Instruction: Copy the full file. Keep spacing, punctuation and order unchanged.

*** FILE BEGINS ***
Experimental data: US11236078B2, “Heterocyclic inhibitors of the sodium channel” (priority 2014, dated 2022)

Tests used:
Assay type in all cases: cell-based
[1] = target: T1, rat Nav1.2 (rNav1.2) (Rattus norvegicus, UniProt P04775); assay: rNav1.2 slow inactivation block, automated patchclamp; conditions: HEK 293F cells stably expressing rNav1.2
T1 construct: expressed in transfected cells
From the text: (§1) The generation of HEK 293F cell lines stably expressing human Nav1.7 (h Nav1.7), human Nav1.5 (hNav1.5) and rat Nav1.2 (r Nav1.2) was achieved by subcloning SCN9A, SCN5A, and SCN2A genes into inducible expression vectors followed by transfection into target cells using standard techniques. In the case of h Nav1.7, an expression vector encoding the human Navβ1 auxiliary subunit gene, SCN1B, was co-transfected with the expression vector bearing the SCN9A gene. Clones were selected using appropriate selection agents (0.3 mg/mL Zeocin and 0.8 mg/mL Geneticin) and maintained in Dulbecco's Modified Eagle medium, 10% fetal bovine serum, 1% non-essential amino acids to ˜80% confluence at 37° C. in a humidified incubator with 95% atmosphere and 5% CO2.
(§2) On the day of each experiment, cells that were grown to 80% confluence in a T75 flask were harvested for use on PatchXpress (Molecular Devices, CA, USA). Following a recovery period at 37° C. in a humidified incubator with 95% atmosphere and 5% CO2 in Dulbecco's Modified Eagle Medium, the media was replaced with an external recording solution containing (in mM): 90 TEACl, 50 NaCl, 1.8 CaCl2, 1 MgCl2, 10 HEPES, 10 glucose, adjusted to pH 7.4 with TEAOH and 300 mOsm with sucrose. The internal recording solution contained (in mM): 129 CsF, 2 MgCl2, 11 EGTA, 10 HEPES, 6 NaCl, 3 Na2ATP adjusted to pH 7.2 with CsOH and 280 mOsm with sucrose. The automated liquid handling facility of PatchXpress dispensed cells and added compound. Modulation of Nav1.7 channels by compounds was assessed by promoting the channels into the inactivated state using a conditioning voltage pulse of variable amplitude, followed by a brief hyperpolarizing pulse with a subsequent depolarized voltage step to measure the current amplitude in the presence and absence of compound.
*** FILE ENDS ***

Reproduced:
Experimental data: US11236078B2, “Heterocyclic inhibitors of the sodium channel” (priority 2014, dated 2022)

Tests used:
Assay type in all cases: cell-based
[1] = target: T1, rat Nav1.2 (rNav1.2) (Rattus norvegicus, UniProt P04775); assay: rNav1.2 slow inactivation block, automated patchclamp; conditions: HEK 293F cells stably expressing rNav1.2
T1 construct: expressed in transfected cells
From the text: (§1) The generation of HEK 293F cell lines stably expressing human Nav1.7 (h Nav1.7), human Nav1.5 (hNav1.5) and rat Nav1.2 (r Nav1.2) was achieved by subcloning SCN9A, SCN5A, and SCN2A genes into inducible expression vectors followed by transfection into target cells using standard techniques. In the case of h Nav1.7, an expression vector encoding the human Navβ1 auxiliary subunit gene, SCN1B, was co-transfected with the expression vector bearing the SCN9A gene. Clones were selected using appropriate selection agents (0.3 mg/mL Zeocin and 0.8 mg/mL Geneticin) and maintained in Dulbecco's Modified Eagle medium, 10% fetal bovine serum, 1% non-essential amino acids to ˜80% confluence at 37° C. in a humidified incubator with 95% atmosphere and 5% CO2.
(§2) On the day of each experiment, cells that were grown to 80% confluence in a T75 flask were harvested for use on PatchXpress (Molecular Devices, CA, USA). Following a recovery period at 37° C. in a humidified incubator with 95% atmosphere and 5% CO2 in Dulbecco's Modified Eagle Medium, the media was replaced with an external recording solution containing (in mM): 90 TEACl, 50 NaCl, 1.8 CaCl2, 1 MgCl2, 10 HEPES, 10 glucose, adjusted to pH 7.4 with TEAOH and 300 mOsm with sucrose. The internal recording solution contained (in mM): 129 CsF, 2 MgCl2, 11 EGTA, 10 HEPES, 6 NaCl, 3 Na2ATP adjusted to pH 7.2 with CsOH and 280 mOsm with sucrose. The automated liquid handling facility of PatchXpress dispensed cells and added compound. Modulation of Nav1.7 channels by compounds was assessed by promoting the channels into the inactivated state using a conditioning voltage pulse of variable amplitude, followed by a brief hyperpolarizing pulse with a subsequent depolarized voltage step to measure the current amplitude in the presence and absence of compound.